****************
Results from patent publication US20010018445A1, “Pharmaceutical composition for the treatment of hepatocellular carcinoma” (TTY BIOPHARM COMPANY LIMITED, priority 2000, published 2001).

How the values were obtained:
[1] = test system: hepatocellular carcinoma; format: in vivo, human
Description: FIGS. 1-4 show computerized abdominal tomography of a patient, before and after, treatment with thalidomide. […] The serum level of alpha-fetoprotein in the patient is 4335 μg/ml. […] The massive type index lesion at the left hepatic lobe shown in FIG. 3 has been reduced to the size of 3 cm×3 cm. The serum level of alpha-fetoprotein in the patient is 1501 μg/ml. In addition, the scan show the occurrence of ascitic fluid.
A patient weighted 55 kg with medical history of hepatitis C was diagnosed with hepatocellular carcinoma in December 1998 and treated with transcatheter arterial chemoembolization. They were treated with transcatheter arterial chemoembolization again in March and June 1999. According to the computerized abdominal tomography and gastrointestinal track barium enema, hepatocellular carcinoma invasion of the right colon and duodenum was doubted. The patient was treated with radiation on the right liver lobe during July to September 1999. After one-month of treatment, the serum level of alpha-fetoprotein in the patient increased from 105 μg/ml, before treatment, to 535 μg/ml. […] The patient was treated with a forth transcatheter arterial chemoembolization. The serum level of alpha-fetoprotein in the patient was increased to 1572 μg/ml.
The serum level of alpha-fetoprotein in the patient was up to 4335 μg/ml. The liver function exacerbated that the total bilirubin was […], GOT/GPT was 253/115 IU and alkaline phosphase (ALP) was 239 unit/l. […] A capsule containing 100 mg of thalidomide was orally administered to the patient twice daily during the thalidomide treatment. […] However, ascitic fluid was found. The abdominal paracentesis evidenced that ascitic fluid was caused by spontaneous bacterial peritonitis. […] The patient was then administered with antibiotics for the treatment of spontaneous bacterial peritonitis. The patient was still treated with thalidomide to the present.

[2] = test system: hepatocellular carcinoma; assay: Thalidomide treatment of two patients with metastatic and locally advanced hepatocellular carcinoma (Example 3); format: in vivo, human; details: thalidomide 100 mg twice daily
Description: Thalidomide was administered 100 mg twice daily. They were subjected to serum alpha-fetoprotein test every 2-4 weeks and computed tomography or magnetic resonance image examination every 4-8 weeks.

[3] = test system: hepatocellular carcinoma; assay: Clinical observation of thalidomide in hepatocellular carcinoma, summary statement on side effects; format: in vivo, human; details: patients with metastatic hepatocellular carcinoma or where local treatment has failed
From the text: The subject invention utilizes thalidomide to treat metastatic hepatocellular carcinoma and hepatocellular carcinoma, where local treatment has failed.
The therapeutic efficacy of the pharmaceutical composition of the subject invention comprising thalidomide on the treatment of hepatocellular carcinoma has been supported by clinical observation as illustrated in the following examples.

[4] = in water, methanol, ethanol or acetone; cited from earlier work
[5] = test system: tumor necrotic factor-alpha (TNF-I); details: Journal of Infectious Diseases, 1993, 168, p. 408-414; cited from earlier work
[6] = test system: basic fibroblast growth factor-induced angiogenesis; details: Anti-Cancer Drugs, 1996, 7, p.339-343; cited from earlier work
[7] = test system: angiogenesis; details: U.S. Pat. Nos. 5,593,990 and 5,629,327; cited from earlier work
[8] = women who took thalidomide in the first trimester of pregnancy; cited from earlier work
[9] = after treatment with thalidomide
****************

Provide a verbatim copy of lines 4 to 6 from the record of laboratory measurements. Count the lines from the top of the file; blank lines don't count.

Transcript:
Description: FIGS. 1-4 show computerized abdominal tomography of a patient, before and after, treatment with thalidomide. […] The serum level of alpha-fetoprotein in the patient is 4335 μg/ml. […] The massive type index lesion at the left hepatic lobe shown in FIG. 3 has been reduced to the size of 3 cm×3 cm. The serum level of alpha-fetoprotein in the patient is 1501 μg/ml. In addition, the scan show the occurrence of ascitic fluid.
A patient weighted 55 kg with medical history of hepatitis C was diagnosed with hepatocellular carcinoma in December 1998 and treated with transcatheter arterial chemoembolization. They were treated with transcatheter arterial chemoembolization again in March and June 1999. According to the computerized abdominal tomography and gastrointestinal track barium enema, hepatocellular carcinoma invasion of the right colon and duodenum was doubted. The patient was treated with radiation on the right liver lobe during July to September 1999. After one-month of treatment, the serum level of alpha-fetoprotein in the patient increased from 105 μg/ml, before treatment, to 535 μg/ml. […] The patient was treated with a forth transcatheter arterial chemoembolization. The serum level of alpha-fetoprotein in the patient was increased to 1572 μg/ml.
The serum level of alpha-fetoprotein in the patient was up to 4335 μg/ml. The liver function exacerbated that the total bilirubin was […], GOT/GPT was 253/115 IU and alkaline phosphase (ALP) was 239 unit/l. […] A capsule containing 100 mg of thalidomide was orally administered to the patient twice daily during the thalidomide treatment. […] However, ascitic fluid was found. The abdominal paracentesis evidenced that ascitic fluid was caused by spontaneous bacterial peritonitis. […] The patient was then administered with antibiotics for the treatment of spontaneous bacterial peritonitis. The patient was still treated with thalidomide to the present.